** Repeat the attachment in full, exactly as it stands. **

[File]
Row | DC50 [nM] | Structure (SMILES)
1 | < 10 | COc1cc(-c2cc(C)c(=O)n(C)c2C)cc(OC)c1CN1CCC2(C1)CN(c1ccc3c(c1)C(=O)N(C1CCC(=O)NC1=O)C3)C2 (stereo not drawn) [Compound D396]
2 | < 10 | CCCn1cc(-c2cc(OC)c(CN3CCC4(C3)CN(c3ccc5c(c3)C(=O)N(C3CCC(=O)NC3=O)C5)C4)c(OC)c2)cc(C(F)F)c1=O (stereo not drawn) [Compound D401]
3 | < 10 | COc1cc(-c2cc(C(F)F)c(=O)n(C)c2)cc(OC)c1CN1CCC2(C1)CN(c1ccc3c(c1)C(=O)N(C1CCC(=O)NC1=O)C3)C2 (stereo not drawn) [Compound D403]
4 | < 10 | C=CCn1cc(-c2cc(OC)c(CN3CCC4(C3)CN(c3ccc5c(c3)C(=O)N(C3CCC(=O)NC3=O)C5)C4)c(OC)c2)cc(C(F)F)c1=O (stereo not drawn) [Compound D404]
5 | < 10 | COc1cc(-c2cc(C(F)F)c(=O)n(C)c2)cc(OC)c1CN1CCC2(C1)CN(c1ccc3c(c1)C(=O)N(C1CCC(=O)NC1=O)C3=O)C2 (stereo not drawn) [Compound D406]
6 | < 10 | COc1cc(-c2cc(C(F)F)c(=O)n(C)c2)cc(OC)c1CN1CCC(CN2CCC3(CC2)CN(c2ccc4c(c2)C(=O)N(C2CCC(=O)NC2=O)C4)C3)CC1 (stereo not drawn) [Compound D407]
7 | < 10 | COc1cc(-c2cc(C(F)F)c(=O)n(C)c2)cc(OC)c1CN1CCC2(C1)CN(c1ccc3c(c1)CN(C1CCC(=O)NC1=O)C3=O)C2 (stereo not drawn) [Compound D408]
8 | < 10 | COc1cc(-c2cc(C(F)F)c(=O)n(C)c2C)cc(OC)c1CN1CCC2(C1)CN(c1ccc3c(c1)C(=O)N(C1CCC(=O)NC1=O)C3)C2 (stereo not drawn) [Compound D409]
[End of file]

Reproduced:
Row | DC50 [nM] | Structure (SMILES)
1 | < 10 | COc1cc(-c2cc(C)c(=O)n(C)c2C)cc(OC)c1CN1CCC2(C1)CN(c1ccc3c(c1)C(=O)N(C1CCC(=O)NC1=O)C3)C2 (stereo not drawn) [Compound D396]
2 | < 10 | CCCn1cc(-c2cc(OC)c(CN3CCC4(C3)CN(c3ccc5c(c3)C(=O)N(C3CCC(=O)NC3=O)C5)C4)c(OC)c2)cc(C(F)F)c1=O (stereo not drawn) [Compound D401]
3 | < 10 | COc1cc(-c2cc(C(F)F)c(=O)n(C)c2)cc(OC)c1CN1CCC2(C1)CN(c1ccc3c(c1)C(=O)N(C1CCC(=O)NC1=O)C3)C2 (stereo not drawn) [Compound D403]
4 | < 10 | C=CCn1cc(-c2cc(OC)c(CN3CCC4(C3)CN(c3ccc5c(c3)C(=O)N(C3CCC(=O)NC3=O)C5)C4)c(OC)c2)cc(C(F)F)c1=O (stereo not drawn) [Compound D404]
5 | < 10 | COc1cc(-c2cc(C(F)F)c(=O)n(C)c2)cc(OC)c1CN1CCC2(C1)CN(c1ccc3c(c1)C(=O)N(C1CCC(=O)NC1=O)C3=O)C2 (stereo not drawn) [Compound D406]
6 | < 10 | COc1cc(-c2cc(C(F)F)c(=O)n(C)c2)cc(OC)c1CN1CCC(CN2CCC3(CC2)CN(c2ccc4c(c2)C(=O)N(C2CCC(=O)NC2=O)C4)C3)CC1 (stereo not drawn) [Compound D407]
7 | < 10 | COc1cc(-c2cc(C(F)F)c(=O)n(C)c2)cc(OC)c1CN1CCC2(C1)CN(c1ccc3c(c1)CN(C1CCC(=O)NC1=O)C3=O)C2 (stereo not drawn) [Compound D408]
8 | < 10 | COc1cc(-c2cc(C(F)F)c(=O)n(C)c2C)cc(OC)c1CN1CCC2(C1)CN(c1ccc3c(c1)C(=O)N(C1CCC(=O)NC1=O)C3)C2 (stereo not drawn) [Compound D409]